AUSTIN — If the Kansas athletic department's investigation into coach Mark Mangino's treatment of football players results in the school firing Mangino for cause, that decision could spark a battle between the two parties for more than $6 million, according to Mangino's contract.
Mangino would be given a 21-day window after his firing to submit a written appeal of his termination to either KU chancellor Bernadette Gray-Little or athletic director Lew Perkins. The appeal would be reviewed by a three-person committee appointed by Gray-Little, comprised of faculty or professional staff employees, one selected by Gray-Little, one selected by Mangino and one agreed upon by both parties. Mangino would have the right to attend committee meetings and have legal counsel.
Two of the three committee members would have to rule in favor of the school to uphold the termination for cause. In that case, Mangino would be paid only what he is owed through the date of termination. But if the committee ruled in favor of Mangino, turning the termination for cause into a termination without cause, Mangino would be owed $6.6 million — the remainder of his contract ($2 million per year for three years plus a buyout in the range of $600,000). KU would also have the option of reinstating Mangino as coach.
According to the contract, termination for cause would take any of the following:
* Serious criminal conduct, fraud, misappropriation or embezzlement.
* Significant or repetitive violations of NCAA regulations.
* Discreditable conduct that is inconsistent with the professional standards expected of a head coach of a collegiate sports team and that is seriously prejudicial to the best interest of the university or athletics.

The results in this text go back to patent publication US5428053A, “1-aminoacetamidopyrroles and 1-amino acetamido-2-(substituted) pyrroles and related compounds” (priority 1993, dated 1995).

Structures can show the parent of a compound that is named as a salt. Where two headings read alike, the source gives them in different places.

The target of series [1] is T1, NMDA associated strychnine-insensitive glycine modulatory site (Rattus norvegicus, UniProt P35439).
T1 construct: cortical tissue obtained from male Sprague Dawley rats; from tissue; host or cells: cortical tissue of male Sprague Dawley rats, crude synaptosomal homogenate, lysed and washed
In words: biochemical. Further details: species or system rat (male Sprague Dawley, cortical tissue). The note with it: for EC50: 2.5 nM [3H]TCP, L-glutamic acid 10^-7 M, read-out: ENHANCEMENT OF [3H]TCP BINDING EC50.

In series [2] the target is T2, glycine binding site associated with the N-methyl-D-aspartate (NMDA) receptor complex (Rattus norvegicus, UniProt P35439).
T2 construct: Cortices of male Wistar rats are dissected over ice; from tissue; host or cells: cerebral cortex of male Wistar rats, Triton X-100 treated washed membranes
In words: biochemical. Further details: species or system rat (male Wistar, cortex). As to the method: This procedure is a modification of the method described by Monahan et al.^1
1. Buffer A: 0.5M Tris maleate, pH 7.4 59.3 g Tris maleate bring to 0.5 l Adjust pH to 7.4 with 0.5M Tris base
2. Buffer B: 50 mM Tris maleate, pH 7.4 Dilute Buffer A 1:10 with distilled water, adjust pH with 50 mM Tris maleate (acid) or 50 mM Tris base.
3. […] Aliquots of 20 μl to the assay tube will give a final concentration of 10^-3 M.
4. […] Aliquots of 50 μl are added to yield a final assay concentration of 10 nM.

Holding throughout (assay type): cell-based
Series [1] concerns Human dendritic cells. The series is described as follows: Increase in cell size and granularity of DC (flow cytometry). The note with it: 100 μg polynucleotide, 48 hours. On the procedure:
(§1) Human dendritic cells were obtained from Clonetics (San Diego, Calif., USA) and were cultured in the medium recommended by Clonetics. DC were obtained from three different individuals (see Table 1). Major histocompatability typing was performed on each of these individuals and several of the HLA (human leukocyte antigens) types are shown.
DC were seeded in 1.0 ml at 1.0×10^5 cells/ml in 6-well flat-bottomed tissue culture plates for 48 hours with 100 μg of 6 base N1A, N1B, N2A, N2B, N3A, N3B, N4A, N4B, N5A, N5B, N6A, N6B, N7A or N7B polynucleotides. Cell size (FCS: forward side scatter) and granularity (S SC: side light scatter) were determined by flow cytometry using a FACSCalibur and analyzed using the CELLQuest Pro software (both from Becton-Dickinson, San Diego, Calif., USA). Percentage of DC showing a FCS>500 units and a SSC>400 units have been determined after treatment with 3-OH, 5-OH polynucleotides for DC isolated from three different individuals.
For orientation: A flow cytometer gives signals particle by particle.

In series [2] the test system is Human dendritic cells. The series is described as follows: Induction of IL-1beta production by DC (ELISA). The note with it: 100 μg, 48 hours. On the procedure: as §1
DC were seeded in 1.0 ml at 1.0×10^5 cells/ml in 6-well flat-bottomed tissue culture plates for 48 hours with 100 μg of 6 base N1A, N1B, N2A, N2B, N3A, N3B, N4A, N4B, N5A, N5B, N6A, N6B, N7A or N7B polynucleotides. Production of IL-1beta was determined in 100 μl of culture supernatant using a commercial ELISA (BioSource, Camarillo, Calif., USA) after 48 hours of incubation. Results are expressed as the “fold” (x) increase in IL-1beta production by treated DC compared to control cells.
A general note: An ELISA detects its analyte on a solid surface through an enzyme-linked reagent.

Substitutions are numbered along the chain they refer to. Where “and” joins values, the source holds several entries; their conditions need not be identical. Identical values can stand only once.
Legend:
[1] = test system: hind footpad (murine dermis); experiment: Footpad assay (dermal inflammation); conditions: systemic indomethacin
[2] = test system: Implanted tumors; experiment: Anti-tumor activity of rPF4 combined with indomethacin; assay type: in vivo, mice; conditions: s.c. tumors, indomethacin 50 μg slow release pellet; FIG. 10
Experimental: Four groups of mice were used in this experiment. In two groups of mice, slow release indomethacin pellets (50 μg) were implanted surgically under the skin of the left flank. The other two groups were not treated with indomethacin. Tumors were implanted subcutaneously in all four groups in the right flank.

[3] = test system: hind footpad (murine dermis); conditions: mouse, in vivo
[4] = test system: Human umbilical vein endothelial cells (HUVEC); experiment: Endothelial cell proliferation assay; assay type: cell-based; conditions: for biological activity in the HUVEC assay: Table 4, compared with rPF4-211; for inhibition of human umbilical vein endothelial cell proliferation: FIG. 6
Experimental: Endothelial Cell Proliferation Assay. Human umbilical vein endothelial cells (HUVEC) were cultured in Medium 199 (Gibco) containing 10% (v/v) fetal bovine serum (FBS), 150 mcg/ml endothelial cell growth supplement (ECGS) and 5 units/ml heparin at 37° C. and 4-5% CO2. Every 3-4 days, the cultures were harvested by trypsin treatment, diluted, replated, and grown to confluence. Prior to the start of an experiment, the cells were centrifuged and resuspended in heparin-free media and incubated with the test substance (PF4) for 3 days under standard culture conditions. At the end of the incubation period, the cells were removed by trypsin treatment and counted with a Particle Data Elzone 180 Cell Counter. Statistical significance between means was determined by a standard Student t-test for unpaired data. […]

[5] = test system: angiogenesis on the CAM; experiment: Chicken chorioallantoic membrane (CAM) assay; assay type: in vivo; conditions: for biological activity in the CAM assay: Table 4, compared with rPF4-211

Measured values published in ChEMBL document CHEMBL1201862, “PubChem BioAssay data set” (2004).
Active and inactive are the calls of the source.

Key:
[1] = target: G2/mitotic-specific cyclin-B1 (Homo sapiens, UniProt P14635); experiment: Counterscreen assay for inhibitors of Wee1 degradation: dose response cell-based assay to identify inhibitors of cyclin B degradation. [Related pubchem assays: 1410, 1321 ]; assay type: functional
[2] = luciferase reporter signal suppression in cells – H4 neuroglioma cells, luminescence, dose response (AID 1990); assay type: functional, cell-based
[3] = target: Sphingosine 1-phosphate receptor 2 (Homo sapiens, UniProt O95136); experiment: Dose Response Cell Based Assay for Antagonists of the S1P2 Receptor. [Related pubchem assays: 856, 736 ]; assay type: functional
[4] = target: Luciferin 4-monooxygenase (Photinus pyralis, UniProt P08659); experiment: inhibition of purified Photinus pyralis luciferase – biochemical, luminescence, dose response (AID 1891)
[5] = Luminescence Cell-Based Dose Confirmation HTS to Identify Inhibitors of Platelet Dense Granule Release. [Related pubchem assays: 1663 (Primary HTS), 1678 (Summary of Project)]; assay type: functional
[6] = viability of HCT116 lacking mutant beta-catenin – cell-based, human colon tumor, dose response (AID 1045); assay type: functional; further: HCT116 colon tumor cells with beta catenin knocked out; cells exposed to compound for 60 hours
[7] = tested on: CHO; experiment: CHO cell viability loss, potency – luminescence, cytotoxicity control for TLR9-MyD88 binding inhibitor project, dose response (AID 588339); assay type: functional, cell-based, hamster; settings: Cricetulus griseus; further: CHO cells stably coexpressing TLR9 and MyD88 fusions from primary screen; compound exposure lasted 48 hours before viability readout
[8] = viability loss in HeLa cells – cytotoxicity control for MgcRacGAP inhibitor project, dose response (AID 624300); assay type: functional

* Public or private comments that disparage KU, its personnel, programs, policies and/or departments, or that cause damage to KU's reputation.
It would appear that KU associate athletic director for risk management Lori Williams, who is conducting the investigation, would be focusing on the issue of discreditable conduct. Former players who spoke last week have described Mangino as disrespectful to student-athletes and volatile in nature.
The investigation began after allegations surfaced that senior linebacker Arist Wright was poked in the chest by Mangino during an Oct. 16 practice a day before KU's game at Colorado.
If Williams does not gather sufficient evidence to fire Mangino for cause, Perkins could fire Mangino without cause but would have to pay him $6.6 million.
KU basketball coach Bill Self's contract shows that it would be more difficult to fire Mangino for cause than Self.
First, while Mangino would have 21 days to plan his appeal, Self would only have five. And while Mangino would be able to hand-pick one of the members of the three-person board and have input on another, Self would have no input in the members of the board. Under Self's contract, the chancellor picks all three members.
The other major difference between the contracts is that, while the committee would have the final ruling on Mangino, the chancellor would make the final decision on Self, using the committee's review only as a factor.
Mangino's agent, Neil Cornrich, is also the agent for former Kansas State coach Ron Prince, who received a $1.2 million buyout when he was fired in November 2008 and is in a legal battle over an additional $3.2 million "secret" buyout that the school is challenging.